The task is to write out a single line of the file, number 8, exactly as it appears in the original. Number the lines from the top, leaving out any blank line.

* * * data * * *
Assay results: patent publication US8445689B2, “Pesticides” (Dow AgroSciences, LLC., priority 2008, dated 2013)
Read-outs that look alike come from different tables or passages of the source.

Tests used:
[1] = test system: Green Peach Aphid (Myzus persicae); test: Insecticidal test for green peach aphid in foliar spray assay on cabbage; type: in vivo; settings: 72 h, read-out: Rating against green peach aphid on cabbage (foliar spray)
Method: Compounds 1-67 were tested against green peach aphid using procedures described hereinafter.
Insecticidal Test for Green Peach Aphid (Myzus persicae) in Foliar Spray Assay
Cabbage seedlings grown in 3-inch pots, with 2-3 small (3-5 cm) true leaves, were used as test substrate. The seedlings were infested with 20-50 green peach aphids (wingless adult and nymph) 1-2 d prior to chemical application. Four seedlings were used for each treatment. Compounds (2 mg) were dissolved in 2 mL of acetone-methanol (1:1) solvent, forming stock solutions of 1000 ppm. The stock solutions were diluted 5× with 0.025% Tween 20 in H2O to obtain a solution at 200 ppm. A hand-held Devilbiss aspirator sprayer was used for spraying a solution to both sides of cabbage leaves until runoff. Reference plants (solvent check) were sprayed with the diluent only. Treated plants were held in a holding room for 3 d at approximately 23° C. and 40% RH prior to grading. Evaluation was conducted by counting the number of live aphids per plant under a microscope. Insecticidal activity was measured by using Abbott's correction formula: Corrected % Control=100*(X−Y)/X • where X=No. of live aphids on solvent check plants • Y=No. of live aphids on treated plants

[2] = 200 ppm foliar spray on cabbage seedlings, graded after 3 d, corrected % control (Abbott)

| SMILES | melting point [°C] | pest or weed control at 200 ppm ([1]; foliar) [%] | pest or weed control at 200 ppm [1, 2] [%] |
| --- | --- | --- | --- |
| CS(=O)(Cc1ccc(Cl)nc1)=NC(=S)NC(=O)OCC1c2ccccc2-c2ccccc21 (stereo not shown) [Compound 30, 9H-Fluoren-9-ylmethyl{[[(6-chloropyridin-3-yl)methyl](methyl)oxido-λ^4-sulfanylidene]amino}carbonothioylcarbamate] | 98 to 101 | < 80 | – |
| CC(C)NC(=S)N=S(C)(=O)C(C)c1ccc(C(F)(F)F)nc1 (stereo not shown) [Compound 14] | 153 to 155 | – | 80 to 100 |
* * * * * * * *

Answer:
[2] = 200 ppm foliar spray on cabbage seedlings, graded after 3 d, corrected % control (Abbott)